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Float mount help quickly please

Discussion in 'The Grumble' started by MurrayBoy, Jul 13, 2017.

  1. MurrayBoy

    MurrayBoy Grumbler

    I have an acrylic on paper that is getting float mounted to a matboard. It's extremely heavy and the slit/"S" hinges are failing. I literally have a dozen hinges and it won't hold. Any ideas? It's due tomorrow (rush) Thanks!
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  2. shayla

    shayla WOW Framer

    Hi, MurrayBoy. What size is it? Are you able to post a photo? It might also help to know what hinging materials you're using and what substrate(s) you're attaching it to.
  3. MurrayBoy

    MurrayBoy Grumbler

    It is 24x30. Using gummed hinging tape by lineco. It's mounted on a rag mat with slits. I will also say, it's very wavy! Sorry I cant grab a picture right now. Thanks for the help!
  4. Dave

    Dave SPFG, Supreme Picture Framing God

    Can you platform mount it and use one long hinging strip? Are you using a tape you have to moisten or the self adhesive linen tape? If the self adhesive linen tape be sure to burnish very thoroughly. Neither is the best solution for hinging, but if that's all you've got then you'll have to make do.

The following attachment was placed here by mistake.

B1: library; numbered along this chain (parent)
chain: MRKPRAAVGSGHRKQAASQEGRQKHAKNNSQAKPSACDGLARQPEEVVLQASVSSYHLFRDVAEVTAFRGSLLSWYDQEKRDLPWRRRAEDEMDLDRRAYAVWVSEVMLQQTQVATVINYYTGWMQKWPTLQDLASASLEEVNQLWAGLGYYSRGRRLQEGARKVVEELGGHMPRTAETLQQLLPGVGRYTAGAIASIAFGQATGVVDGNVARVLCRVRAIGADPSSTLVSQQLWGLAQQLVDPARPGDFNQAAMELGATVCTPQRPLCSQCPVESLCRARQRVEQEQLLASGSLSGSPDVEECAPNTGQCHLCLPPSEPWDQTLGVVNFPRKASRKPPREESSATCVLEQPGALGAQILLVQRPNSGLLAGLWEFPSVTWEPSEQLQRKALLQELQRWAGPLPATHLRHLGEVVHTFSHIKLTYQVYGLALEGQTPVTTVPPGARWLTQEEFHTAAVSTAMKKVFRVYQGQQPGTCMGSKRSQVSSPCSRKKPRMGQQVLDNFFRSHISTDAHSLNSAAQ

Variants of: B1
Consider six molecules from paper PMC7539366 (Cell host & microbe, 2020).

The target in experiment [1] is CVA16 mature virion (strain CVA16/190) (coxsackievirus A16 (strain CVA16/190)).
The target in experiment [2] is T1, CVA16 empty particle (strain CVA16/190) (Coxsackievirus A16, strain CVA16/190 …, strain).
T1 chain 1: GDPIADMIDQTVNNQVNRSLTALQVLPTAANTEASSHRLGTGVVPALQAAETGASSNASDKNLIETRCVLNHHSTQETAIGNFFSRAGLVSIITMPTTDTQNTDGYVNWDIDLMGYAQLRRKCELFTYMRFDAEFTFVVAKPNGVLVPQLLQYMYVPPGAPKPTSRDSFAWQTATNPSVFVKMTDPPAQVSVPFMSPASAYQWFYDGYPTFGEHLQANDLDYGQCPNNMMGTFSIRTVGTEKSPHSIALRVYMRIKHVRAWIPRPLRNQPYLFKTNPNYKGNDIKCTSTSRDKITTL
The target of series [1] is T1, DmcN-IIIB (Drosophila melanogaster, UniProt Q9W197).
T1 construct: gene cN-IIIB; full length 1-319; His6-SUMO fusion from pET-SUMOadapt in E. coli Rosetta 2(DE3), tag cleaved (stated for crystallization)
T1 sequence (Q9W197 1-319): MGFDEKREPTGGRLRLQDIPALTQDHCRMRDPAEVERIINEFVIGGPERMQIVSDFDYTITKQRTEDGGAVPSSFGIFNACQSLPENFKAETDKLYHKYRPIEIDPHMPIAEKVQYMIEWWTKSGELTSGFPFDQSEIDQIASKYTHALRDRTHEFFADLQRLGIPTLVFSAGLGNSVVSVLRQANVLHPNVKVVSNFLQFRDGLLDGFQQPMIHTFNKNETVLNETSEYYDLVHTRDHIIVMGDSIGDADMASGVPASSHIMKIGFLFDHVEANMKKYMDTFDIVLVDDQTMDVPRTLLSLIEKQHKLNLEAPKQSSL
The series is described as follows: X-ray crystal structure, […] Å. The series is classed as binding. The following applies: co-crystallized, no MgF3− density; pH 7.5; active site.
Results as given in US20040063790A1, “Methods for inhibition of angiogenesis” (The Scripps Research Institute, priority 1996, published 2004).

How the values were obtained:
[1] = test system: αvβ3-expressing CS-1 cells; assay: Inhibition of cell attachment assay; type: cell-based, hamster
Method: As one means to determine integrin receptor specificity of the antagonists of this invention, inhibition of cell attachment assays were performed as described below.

FM Framer likes this.
  5. MurrayBoy

    MurrayBoy Grumbler

    I have both. I started with the self adhesive, then the kind you moisten. I am going to try platform mount it now and hope all is well. I can't use one gig piece because the waves in the art are .75" high in places!
  6. tedh

    tedh PFG, Picture Framing God

    That Lineco paper hinging tape you're using has bad adhesive. It was discussed here maybe 2 years ago. Use whatever else you have on hand.
  7. prospero

    prospero SPFG, Supreme Picture Framing God

    Rather than using slits in the back board you may find it easier to cut a window in the board, maybe
    an inch smaller all round than the art. This way you can attach the hinges to the art and fold them over
    the dropout. When the hinges are dry fix the dropout back in the hole it came from and tape it on the back.

    I've found some of the water-activated hinging tapes are a bit unpredictable. I such a case as this you can't
    beat mixing your own. With art on heavyweight paper use the heaviest hinging paper you can find. Done right
    it will be more than strong enough.
    shayla likes this.

    MATTHEW HALE CGF II, Certified Grumble Framer Level 2

    How are the hinges failing? Are they releasing from the art or from the substrate? Do you know what kind of paper the art is on? Often art papers have a sizing on them that makes attaching hinges troublesome. I had the same issue with some heavy weight watercolor paper a while back. Even good starch paste wouldn't hold. I ended up scuffing the back of the paper with some fine sandpaper to remove the sizing and then the adhesive bonded nicely.